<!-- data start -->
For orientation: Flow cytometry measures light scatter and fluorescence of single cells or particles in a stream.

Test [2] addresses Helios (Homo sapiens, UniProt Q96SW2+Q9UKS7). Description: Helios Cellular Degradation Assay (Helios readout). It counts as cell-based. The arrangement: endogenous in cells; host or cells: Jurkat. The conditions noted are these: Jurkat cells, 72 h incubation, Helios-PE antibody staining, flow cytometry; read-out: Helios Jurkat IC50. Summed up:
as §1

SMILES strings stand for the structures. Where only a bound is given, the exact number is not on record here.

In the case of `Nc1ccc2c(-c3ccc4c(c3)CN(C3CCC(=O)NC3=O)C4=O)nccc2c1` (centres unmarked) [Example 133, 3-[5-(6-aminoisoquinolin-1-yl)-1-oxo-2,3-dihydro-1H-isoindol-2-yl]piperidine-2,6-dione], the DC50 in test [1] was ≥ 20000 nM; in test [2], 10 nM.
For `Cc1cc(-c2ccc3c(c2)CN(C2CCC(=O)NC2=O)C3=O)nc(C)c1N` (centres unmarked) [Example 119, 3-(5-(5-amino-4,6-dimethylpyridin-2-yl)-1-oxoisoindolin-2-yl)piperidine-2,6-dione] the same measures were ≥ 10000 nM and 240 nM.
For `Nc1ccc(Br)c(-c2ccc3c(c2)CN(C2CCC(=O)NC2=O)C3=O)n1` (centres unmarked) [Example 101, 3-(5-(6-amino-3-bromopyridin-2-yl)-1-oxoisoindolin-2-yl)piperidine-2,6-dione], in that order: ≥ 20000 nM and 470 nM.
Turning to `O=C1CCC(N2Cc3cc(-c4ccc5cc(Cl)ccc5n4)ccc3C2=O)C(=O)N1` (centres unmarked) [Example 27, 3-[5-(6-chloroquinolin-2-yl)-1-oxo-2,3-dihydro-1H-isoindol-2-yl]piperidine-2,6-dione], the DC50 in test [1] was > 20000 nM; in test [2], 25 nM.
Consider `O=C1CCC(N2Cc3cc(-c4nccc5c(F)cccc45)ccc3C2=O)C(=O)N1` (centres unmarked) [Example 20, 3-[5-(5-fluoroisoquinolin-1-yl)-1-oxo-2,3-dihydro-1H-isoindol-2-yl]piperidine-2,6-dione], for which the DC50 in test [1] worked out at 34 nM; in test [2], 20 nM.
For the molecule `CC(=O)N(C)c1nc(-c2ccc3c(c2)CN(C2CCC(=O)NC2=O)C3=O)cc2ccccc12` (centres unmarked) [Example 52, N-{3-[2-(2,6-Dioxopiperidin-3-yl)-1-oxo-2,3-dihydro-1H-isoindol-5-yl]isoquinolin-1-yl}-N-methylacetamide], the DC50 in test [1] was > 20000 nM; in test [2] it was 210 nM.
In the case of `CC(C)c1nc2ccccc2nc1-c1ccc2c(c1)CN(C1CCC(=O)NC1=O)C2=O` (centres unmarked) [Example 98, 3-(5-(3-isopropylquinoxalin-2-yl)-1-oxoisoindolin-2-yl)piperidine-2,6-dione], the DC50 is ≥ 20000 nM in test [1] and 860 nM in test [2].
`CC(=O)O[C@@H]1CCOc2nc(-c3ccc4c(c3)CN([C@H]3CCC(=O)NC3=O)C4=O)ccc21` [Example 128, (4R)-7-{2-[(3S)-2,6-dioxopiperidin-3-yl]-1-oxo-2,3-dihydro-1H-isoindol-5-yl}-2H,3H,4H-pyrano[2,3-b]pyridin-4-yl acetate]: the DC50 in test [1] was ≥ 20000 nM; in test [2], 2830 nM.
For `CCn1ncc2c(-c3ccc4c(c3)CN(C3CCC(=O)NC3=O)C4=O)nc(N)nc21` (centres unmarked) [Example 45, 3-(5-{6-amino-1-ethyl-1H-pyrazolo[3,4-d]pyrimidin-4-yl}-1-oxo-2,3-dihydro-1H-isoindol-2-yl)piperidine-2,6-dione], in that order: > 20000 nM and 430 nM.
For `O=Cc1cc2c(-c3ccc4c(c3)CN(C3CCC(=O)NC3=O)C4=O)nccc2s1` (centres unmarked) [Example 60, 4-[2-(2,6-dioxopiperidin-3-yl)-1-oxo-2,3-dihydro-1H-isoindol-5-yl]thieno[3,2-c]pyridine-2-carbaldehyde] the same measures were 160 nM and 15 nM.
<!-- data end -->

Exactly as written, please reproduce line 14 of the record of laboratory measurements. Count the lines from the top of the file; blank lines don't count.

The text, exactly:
For `O=Cc1cc2c(-c3ccc4c(c3)CN(C3CCC(=O)NC3=O)C4=O)nccc2s1` (centres unmarked) [Example 60, 4-[2-(2,6-dioxopiperidin-3-yl)-1-oxo-2,3-dihydro-1H-isoindol-5-yl]thieno[3,2-c]pyridine-2-carbaldehyde] the same measures were 160 nM and 15 nM.